accomplished by using non-roller type means in which the stem extension has pivotally socketed reception. In a typical such unit, a pair of segmental, semi-circular members, as mounted in encircling relation to the stem extension, are seated in an annular groove machined in the forward socket recess of the respective body and intermediate ball members. The restraining members are each ground or otherwise machined to afford concave socketing surfaces for mating and socketing engagement with the bearing surface of the stem.

In a slight modification of this second alternative type of axial bearing restraint, the semi-circular members are simply held in place in a recess by a snap ring; while in another adaptation the restraintis=accomplished by split nut means, in the form of a pair of generally semi-circular nut members, against the concave-contoured bearing surfaces of which the stein extension engages pivotally.

Still another alternative construction of the improved mandrel, which is particularly well suited for the produc tion of small size bends, dispenses with the use of separate bearing and restraining elements. It contemplates the machining of the rear and intermediate mandrel members to provide coaxial,.concave restraining and bearing surfaces directly on the interior of the forward socket bore or recess of the respective parts; and the stem extensions of the latter are specially formed to provide radially extending bearing and restraining formations or arms of externally rounded shape for coaction with such socket surfaces.

Assembly of .the rounded stem arms in operative pivotal relation to the machined socket surfaces is made possible by milling radial slots to subdivide those surfaces into circumferentially spaced bearing seat portions which face inwardly about the socket recesses. Hence the stem arm formations may be inserted into the spaces between seat portions, after which the stem extension is rotated about its axis to bring its arm portions into registering and mating engagement with and behind the respective socket seat portions. In an embodiment of this character, means of one sort or another are of course necessary to prevent further relative rotation of the coupled parts about the axes thereof.

It will therefore be appreciated that, within the broad objective of the invention to provide a very rugged and very strongly articulated ball mandrel, the specific character of the articulating, pivoting or swiveling means may vary quite a bit; and those skilled in the art will most likely 'per ceive still othei' alternative equivalents 4 for the in As indicated above mandrel 10 is typically composed In further specific accordance with the invention, it is desirable to form the forward socket bore of the intermediate ball member onlan axis'cantedor'oifsct some what relative to astraight line axis of'the'mandrel (including its cylindrical body) through the pivot axis of the intermediate memberkThis-perr'nits a more pronounced swing 'of the socketed intermediate and forward parts relative to the, mandrel body and one another than would be thecase .if the bore'iinrquestion' were-exactly coaxial witlrtthe axis'of themandrelas a whole. It hasthe same effect as a reduction in thestem diameter wouldhave', but without a diminution of strength which would accompany such reduction of the stern diameter.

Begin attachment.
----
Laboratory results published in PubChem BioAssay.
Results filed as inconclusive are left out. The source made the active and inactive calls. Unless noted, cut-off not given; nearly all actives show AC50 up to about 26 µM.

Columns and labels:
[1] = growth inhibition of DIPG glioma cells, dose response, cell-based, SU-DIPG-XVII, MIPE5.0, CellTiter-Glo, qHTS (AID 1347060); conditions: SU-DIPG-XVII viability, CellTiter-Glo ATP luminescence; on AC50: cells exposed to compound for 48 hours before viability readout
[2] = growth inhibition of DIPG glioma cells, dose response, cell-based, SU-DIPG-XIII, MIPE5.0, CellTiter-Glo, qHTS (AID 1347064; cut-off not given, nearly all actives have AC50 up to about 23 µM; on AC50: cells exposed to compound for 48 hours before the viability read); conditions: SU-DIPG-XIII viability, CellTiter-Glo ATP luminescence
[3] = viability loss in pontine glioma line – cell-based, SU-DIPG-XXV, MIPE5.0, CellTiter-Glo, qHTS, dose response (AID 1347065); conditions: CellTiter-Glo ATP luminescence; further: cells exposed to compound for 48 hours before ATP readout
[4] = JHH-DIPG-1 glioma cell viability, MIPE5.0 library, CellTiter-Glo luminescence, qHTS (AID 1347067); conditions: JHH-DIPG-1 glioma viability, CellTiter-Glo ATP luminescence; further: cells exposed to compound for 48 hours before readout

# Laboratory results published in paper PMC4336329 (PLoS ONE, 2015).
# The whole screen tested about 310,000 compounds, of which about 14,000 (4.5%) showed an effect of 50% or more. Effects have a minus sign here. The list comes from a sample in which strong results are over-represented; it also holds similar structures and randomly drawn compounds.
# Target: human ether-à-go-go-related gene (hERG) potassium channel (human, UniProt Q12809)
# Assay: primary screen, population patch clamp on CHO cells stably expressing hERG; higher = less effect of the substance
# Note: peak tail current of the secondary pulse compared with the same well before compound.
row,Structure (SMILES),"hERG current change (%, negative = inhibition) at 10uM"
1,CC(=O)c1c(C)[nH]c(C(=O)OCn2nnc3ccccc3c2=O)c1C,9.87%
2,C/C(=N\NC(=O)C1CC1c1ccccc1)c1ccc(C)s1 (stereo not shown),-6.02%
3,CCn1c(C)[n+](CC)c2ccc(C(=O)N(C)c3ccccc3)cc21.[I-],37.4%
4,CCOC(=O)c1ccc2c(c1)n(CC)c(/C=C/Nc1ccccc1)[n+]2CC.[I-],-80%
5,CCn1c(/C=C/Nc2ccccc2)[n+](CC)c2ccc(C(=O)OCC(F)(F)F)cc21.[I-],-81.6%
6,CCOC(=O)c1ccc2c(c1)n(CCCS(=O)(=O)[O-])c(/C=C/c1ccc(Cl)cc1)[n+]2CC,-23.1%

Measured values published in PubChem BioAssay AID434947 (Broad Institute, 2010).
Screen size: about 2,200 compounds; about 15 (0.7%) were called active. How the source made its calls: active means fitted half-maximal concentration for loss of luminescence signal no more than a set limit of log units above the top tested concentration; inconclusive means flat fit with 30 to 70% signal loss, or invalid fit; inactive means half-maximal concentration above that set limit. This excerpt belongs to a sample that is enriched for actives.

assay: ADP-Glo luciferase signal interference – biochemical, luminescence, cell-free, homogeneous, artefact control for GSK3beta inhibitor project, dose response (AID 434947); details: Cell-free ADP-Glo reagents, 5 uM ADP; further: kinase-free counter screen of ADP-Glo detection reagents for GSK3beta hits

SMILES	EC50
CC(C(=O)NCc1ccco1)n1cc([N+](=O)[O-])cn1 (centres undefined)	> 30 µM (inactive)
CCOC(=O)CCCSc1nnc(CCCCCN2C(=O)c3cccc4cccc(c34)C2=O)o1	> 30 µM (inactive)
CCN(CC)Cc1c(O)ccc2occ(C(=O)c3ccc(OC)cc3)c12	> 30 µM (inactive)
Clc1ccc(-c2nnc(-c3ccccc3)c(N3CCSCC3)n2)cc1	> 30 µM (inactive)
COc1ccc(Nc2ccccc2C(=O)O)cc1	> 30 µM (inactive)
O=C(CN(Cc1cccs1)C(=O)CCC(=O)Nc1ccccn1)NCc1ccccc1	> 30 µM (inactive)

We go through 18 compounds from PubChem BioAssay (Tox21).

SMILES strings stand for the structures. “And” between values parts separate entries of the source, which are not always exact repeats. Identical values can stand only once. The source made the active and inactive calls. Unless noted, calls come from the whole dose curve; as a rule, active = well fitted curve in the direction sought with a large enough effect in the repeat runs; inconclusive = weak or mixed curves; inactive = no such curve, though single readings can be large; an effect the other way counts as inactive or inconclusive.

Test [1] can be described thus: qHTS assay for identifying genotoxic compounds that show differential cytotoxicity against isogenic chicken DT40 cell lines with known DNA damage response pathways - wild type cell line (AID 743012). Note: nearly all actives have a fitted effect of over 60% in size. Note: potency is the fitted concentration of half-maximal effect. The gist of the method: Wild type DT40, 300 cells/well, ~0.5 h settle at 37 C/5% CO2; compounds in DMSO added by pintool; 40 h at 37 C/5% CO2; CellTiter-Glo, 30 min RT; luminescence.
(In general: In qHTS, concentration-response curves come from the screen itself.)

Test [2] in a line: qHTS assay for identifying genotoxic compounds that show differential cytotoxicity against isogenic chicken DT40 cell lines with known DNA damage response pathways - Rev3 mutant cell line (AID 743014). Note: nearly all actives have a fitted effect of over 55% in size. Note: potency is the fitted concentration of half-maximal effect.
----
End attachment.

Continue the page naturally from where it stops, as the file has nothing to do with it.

As indicated above, the mandrel parts are preferably, although not necessarily in all instances, positively restrained for pivotal movement in a single plane. In accordance with the present improvement this is accomplished by'the use of a forward restraining pin extending transversely through each ofthe body and intermediate mandrel parts at their respective socket bores. The respective intermediate-and forward mandrel parts are disposed in axial engagement with such pins, as at transverse grooves in their rear stem extensions, in a manner to maintain a uni-planar action in the bending operation.

The foregoing as Well as other objects will become more apparent as this description proceeds, especially when considered in connection with the accompanyin drawings illustrating the' 'invention, wherein: FIG. 1 is a view partially broken away, in longitudinal section on a plane through the longitudinal axis of the improved mandrel, in accordance with'one embodiment thereof, as along line 1-1 of FIG. 2;

FIG. 2 is a sectional view in' 90" relation to FIG. 1, i.e., along line 2-2 of that figure;

FIG. 3 is a fragmentary view, in section corresponding to FIG. 1, showing the rear body member of a mandrel equipped with bearing and restraining provisions" of a type alternative to those of FIG. 1 and 2;

FIG. 4 is a fragmentary section similar to FIG. 3, but with further modified bearing and restraining means;

FIG. 5 is a fragmentary sectional view similar to FIGS. 3 and 4, in which the means in question is represented by a still further alternative, in the form of a segmented or split nut;